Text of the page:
Mastering SVG Animation

For the past couple of weeks I've been lucky enough to take part in Cassie Evans' latest SVG workshop (the first truly exceptional perk of the "new" career 🤩). The workshop was split into five parts, taking place on the 2nd, 3rd, 9th, 10th, and 16th, with each session running about 2½ hours long (though Cassie was extremely generous with their time, routinely sticking around to chat and answer questions for another half hour or more). Our focus was on SVG animation (obviously 😄), which covered both native CSS animation methods and a full introduction to the Greensock library (GSAP), both of which were really interesting to learn about. We also spent a good amount of time looking at and better understanding SVG as a language in its own right, which was monumentally helpful and pointed out several glaring gaps in my existing understanding.

I've been keeping relatively scattergun notes throughout the course, but imagine I'll keep these private for now. What I will say is that anyone interested in animation on the web will learn a lot from this workshop, and I'd thoroughly recommend it. You don't need particularly strong technical skills, though a working understanding of HTML/CSS and the DOM is probably a requirement; JavaScript less so, though it will certainly make the GSAP sections a bit easier if you have a grounding in the fundamentals of vanilla JS.

Cassie is a brilliant teacher and the course is structured really nicely. As I had hoped, we covered every aspect of animation, including performance, auditing, and accessibility, so you'll come away with a holistic set of skills and knowledge that can be immediately applied to commercial projects without any additional worries. Plus, as part of the ticket cost, you get access to an SVG/animation focused Slack community that Cassie moderates, full recordings of each session to return to when needed, and a login code to a documentation site running over all of the key points and lessons, including live forkable examples, linked useful resources, and further reading lists. I probably didn't need to keep so many notes, but there we go 😅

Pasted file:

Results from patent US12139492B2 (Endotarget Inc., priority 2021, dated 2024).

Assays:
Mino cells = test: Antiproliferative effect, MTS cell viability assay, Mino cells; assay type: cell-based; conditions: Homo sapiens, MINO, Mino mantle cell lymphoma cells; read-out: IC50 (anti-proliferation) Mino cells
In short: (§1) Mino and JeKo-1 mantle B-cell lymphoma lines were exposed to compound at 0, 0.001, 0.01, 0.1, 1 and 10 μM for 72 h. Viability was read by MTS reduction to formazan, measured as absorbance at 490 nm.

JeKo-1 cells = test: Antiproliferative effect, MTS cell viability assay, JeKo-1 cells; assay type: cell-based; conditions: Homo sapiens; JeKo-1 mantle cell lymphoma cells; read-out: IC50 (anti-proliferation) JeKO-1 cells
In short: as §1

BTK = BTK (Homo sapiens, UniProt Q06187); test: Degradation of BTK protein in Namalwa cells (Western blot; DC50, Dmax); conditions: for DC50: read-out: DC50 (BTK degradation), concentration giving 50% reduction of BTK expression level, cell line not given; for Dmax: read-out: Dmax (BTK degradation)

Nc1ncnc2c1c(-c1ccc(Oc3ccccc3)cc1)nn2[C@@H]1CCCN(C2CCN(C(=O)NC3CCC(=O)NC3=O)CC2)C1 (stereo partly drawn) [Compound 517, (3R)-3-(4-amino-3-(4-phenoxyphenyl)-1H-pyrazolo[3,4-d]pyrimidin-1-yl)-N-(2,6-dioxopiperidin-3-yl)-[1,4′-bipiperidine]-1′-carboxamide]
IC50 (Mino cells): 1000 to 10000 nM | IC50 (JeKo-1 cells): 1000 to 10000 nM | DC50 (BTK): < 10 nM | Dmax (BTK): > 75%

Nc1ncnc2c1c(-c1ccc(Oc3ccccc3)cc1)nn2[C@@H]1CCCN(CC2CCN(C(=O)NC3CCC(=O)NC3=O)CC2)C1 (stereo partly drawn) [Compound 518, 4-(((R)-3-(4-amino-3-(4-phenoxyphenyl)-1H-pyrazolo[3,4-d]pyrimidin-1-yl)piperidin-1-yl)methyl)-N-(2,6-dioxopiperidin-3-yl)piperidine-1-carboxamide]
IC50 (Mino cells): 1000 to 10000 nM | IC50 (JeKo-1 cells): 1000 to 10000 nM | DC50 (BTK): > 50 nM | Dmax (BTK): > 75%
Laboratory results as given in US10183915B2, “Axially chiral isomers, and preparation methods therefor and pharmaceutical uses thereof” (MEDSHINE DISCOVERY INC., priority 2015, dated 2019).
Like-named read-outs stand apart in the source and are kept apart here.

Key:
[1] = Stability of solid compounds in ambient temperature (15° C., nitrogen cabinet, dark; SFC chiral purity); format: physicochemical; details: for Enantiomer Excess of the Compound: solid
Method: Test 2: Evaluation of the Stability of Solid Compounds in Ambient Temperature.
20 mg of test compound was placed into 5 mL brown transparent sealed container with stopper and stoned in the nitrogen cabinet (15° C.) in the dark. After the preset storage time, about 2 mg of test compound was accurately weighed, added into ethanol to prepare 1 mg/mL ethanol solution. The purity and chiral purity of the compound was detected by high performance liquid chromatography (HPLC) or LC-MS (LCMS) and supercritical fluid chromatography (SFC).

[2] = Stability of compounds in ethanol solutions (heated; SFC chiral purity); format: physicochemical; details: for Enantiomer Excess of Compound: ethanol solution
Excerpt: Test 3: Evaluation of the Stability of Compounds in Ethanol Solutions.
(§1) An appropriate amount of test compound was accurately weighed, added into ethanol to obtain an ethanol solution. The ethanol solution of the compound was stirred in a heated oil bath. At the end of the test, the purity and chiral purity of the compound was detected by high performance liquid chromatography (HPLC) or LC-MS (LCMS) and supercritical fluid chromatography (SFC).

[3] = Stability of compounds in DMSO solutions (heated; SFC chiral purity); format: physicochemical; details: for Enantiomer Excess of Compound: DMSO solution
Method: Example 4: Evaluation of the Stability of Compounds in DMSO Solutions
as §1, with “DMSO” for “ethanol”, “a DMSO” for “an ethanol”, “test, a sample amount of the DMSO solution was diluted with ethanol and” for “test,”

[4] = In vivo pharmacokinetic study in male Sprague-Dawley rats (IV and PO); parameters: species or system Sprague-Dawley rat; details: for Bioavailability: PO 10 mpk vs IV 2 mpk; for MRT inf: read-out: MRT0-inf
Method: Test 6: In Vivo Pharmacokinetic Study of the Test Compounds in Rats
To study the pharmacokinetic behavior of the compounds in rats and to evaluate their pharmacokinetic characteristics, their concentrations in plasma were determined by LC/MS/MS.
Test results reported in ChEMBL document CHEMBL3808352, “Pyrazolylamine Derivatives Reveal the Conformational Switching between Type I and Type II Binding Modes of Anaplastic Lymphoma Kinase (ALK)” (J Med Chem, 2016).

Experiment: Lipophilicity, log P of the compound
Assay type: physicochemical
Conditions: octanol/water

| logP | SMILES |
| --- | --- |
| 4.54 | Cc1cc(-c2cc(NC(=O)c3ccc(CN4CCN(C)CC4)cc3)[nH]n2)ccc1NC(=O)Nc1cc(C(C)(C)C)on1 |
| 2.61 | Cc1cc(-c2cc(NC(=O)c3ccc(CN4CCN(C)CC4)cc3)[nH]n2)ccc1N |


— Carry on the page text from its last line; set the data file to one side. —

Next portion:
On the note of examples, being a workshop meant hands-on coding took up a decent chunk of each session. Most of this was done via CodePen, which made setup incredibly easy and allowed me to jump between my work laptop and home desktop without worrying about syncing dev environments or dependencies or anything annoying like that. It also means that everyone involved could easily share their work to ask for help or feedback, or just to show off their creations, which was really useful for generating ideas or being able to sanity check code.

Cassie had example Pens ready to go, with premade assets optimised for whatever animation technique we were currently working on, but we were also encouraged to use our own SVGs and set our own goals as we went. I tended to do a bit of both, so never really got my personal project to a point I was happy with; no complaints there though, as I generally enjoyed firing up Illustrator again and digging in, plus what I do have now (even if not "done" yet) is a million times more complete than it would have been 😁

All of which is to say that I can't recommend the course enough. Cassie's enthusiasm is infectious and I was pleasantly surprised that – despite the breadth/depth of information that we covered – I feel like a lot of it has actually sunk in and may actually stick around (🤞). I should also add that, despite having several years of experience working with SVGs, CSS animations, and Illustrator, I still had plenty of lightbulb moments of clarity, and getting to grips with GSAP (at long last) will hopefully be extremely useful moving forward. A fantastic workshop and exceptional learning experience all around – I can't thank Cassie and the pland. organisers[1] enough for the opportunity!

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  • For the past couple of weeks I've been lucky enough to take part in Cassie Evans' latest SVG workshop (the first truly exceptional perk of the […]
  • HTML & CSS
  • Animation
  • Murray Adcock.
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